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Sun, 06 Feb 2005 14:48:00 +0200Sun, 06 Feb 2005 14:48:00 +0200Wavelet Modelling of Regional and Temporal Variations of the EarthÂ´s Gravitational Potential
https://kluedo.ub.uni-kl.de/frontdoor/index/index/docId/1641
This work is dedicated to the wavelet modelling of regional and temporal variations of the Earth's gravitational potential observed by GRACE. In the first part, all required mathematical tools and methods involving spherical wavelets are introduced. Then we apply our method to monthly GRACE gravity fields. A strong seasonal signal can be identified, which is restricted to areas, where large-scale redistributions of continental water mass are expected. This assumption is analyzed and verified by comparing the time series of regionally obtained wavelet coefficients of the gravitational signal originated from hydrology models and the gravitational potential observed by GRACE. The results are in good agreement to previous studies and illustrate that wavelets are an appropriate tool to investigate regional time-variable effects in the gravitational field.Martin J. Fengler; Willi Freeden; Annika Kohlhaas; Volker Michel; Thomas Peterspreprinthttps://kluedo.ub.uni-kl.de/frontdoor/index/index/docId/1641Thu, 02 Jun 2005 14:48:00 +0200Wavelet Deformation Analysis for Spherical Bodies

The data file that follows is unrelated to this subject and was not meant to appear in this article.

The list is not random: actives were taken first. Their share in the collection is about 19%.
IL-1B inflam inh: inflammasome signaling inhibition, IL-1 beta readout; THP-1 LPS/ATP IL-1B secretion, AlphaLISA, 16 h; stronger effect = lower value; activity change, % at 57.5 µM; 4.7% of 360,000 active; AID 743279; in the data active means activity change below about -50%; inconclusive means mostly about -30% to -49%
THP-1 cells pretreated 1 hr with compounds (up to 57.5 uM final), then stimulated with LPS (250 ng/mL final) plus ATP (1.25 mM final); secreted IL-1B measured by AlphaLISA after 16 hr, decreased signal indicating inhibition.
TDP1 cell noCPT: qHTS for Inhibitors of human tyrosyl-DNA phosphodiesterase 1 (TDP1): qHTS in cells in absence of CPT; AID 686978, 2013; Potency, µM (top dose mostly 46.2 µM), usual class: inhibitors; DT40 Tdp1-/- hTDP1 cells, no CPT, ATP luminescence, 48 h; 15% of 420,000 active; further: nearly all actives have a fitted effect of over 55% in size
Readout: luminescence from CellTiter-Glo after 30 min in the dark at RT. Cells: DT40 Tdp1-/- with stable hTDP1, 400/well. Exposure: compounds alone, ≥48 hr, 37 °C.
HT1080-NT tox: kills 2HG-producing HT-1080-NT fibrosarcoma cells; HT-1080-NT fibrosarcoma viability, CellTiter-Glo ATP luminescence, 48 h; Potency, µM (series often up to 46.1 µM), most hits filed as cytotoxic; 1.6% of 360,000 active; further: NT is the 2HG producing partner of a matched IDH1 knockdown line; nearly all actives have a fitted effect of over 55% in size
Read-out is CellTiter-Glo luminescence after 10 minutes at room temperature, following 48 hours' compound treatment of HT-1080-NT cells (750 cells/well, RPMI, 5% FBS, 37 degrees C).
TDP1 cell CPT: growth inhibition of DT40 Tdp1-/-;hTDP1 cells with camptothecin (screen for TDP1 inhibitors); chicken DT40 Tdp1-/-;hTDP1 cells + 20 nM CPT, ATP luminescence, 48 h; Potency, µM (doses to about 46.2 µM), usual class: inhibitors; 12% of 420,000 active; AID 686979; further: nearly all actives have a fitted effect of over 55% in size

https://kluedo.ub.uni-kl.de/frontdoor/index/index/docId/1612
In this paper we introduce a multiscale technique for the analysis of deformation phenomena of the Earth. Classically, the basis functions under use are globally defined and show polynomial character. In consequence, only a global analysis of deformations is possible such that, for example, the water load of an artificial reservoir is hardly to model in that way. Up till now, the alternative to realize a local analysis can only be established by assuming the investigated region to be flat. In what follows we propose a local analysis based on tools (Navier scaling functions and wavelets) taking the (spherical) surface of the Earth into account. Our approach, in particular, enables us to perform a zooming-in procedure. In fact, the concept of Navier wavelets is formulated in such a way that subregions with larger or smaller data density can accordingly be modelled with a higher or lower resolution of the model, respectively.Willi Freeden; Volker Michelpreprinthttps://kluedo.ub.uni-kl.de/frontdoor/index/index/docId/1612Thu, 17 Feb 2005 18:43:34 +0100